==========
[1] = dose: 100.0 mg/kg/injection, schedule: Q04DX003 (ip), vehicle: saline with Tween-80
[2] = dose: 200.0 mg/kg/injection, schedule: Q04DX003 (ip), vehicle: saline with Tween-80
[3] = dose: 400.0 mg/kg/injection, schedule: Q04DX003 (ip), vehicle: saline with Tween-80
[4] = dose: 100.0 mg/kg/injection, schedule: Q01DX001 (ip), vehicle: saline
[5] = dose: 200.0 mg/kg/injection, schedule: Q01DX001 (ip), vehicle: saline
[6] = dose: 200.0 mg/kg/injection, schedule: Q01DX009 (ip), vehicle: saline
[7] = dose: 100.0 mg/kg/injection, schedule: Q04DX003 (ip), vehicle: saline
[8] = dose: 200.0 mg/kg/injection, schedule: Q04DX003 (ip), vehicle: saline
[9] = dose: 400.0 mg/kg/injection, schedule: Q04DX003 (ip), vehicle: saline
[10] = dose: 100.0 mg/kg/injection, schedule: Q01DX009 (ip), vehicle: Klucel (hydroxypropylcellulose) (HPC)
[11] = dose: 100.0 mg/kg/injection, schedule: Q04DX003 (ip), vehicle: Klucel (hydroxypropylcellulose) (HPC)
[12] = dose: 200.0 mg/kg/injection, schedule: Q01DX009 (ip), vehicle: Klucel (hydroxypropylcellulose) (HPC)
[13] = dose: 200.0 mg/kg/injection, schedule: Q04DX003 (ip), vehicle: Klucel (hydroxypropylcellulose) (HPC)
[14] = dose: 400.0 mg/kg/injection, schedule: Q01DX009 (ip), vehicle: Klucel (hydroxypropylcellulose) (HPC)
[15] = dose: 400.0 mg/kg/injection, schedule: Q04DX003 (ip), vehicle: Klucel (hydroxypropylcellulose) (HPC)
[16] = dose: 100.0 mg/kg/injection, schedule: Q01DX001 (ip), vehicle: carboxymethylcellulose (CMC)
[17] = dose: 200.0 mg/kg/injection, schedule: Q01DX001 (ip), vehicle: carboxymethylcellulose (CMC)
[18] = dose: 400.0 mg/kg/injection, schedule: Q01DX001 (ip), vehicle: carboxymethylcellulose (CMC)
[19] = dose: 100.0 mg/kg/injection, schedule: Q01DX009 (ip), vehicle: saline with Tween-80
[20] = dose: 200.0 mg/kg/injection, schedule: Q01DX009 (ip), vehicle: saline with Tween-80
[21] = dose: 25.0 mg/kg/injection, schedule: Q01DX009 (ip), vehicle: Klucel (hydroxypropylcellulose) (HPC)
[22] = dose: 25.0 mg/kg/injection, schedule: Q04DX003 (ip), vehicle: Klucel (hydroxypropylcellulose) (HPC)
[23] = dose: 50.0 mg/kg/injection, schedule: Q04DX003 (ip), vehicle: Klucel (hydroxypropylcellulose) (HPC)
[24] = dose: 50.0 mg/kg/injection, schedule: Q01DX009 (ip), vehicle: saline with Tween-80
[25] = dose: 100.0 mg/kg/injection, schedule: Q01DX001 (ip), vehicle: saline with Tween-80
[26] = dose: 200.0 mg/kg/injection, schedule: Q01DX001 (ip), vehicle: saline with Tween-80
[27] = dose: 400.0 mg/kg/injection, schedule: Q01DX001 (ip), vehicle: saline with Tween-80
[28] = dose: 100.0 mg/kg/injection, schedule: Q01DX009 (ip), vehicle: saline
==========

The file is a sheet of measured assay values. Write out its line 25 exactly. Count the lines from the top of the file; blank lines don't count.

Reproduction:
[25] = dose: 100.0 mg/kg/injection, schedule: Q01DX001 (ip), vehicle: saline with Tween-80